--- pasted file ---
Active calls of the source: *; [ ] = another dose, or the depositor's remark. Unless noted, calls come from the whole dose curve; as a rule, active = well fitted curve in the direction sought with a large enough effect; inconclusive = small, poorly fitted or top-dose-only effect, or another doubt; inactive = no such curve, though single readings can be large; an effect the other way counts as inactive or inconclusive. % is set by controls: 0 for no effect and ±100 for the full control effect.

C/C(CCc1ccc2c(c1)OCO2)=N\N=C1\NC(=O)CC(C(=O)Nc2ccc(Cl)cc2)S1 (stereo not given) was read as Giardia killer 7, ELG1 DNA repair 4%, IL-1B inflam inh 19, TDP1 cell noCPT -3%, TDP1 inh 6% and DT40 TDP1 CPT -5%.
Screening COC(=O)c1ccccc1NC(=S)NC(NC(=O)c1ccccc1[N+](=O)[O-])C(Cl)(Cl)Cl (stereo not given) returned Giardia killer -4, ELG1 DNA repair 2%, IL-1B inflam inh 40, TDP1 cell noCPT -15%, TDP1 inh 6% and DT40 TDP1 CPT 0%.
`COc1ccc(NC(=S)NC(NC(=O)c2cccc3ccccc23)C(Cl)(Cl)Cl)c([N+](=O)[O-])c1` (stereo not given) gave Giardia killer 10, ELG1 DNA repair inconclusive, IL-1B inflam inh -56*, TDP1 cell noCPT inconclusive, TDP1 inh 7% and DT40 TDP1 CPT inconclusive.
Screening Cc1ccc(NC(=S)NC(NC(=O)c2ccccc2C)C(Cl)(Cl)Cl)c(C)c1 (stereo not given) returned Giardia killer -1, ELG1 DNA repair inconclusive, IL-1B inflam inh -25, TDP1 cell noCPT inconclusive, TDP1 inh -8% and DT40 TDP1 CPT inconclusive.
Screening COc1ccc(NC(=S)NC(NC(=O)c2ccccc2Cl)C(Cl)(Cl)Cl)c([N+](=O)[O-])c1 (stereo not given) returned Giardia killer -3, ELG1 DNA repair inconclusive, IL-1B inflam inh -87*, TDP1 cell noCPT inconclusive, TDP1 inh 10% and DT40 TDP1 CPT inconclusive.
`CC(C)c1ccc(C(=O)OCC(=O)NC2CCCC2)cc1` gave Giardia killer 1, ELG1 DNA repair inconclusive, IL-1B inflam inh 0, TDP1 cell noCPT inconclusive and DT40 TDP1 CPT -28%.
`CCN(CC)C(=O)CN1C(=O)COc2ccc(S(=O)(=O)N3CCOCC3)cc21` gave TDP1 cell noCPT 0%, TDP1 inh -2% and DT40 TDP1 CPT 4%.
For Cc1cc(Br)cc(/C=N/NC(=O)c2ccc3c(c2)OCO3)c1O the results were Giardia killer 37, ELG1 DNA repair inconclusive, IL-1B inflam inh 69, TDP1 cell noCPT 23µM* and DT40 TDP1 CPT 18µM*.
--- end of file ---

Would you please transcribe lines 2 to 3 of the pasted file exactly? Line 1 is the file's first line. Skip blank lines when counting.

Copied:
C/C(CCc1ccc2c(c1)OCO2)=N\N=C1\NC(=O)CC(C(=O)Nc2ccc(Cl)cc2)S1 (stereo not given) was read as Giardia killer 7, ELG1 DNA repair 4%, IL-1B inflam inh 19, TDP1 cell noCPT -3%, TDP1 inh 6% and DT40 TDP1 CPT -5%.
Screening COC(=O)c1ccccc1NC(=S)NC(NC(=O)c1ccccc1[N+](=O)[O-])C(Cl)(Cl)Cl (stereo not given) returned Giardia killer -4, ELG1 DNA repair 2%, IL-1B inflam inh 40, TDP1 cell noCPT -15%, TDP1 inh 6% and DT40 TDP1 CPT 0%.